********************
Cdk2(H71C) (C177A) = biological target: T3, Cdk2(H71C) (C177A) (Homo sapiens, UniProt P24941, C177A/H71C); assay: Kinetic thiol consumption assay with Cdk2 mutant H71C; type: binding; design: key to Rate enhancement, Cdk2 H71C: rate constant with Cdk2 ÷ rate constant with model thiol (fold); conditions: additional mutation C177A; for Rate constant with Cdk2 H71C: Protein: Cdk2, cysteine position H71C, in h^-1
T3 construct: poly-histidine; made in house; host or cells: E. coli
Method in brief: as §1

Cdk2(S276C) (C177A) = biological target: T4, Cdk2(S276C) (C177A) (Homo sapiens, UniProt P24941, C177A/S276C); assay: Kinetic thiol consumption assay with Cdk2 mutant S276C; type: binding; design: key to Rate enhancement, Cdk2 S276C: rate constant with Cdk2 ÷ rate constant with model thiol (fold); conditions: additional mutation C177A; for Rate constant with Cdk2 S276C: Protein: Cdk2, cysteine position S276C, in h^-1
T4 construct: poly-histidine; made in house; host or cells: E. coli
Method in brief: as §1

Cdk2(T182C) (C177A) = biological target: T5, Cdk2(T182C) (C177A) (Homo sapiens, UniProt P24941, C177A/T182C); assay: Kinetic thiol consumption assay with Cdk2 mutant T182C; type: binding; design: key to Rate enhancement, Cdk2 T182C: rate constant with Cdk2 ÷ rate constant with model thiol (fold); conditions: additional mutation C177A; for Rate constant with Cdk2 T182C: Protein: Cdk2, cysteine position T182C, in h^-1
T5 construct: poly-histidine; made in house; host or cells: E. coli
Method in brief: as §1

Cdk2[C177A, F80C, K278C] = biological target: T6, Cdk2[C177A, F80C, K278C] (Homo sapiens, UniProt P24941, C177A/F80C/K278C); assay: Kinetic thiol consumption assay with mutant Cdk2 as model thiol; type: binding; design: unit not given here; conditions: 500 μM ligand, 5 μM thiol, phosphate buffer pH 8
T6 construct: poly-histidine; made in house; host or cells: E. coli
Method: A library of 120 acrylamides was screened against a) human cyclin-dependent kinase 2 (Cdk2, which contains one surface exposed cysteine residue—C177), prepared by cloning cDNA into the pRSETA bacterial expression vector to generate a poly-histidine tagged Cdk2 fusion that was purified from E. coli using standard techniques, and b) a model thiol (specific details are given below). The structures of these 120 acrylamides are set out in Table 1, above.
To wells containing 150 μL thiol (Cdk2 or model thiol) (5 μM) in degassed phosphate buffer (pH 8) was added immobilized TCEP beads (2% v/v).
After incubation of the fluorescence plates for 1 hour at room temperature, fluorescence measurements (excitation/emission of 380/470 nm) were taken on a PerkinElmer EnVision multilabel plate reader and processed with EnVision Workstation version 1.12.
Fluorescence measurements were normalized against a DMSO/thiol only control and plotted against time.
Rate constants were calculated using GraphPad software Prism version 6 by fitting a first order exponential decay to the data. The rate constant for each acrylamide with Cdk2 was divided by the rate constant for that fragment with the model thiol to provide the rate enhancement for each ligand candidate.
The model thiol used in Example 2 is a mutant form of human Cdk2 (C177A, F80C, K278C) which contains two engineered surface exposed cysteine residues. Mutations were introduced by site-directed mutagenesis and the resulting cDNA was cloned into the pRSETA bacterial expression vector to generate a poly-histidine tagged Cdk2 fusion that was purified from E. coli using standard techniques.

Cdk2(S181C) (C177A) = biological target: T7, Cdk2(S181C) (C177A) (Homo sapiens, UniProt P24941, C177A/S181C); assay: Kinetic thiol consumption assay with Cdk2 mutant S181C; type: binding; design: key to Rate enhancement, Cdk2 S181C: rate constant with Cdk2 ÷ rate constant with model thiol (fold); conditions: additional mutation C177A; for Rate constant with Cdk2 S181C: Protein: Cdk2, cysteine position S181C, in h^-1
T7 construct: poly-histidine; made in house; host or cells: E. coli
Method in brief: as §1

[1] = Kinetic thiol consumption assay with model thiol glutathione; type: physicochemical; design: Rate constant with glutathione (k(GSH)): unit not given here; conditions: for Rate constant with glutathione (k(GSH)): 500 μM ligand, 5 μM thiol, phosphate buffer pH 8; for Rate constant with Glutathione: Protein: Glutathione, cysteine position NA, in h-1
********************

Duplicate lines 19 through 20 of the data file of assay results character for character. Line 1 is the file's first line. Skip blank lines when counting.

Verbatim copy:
T7 construct: poly-histidine; made in house; host or cells: E. coli
Method in brief: as §1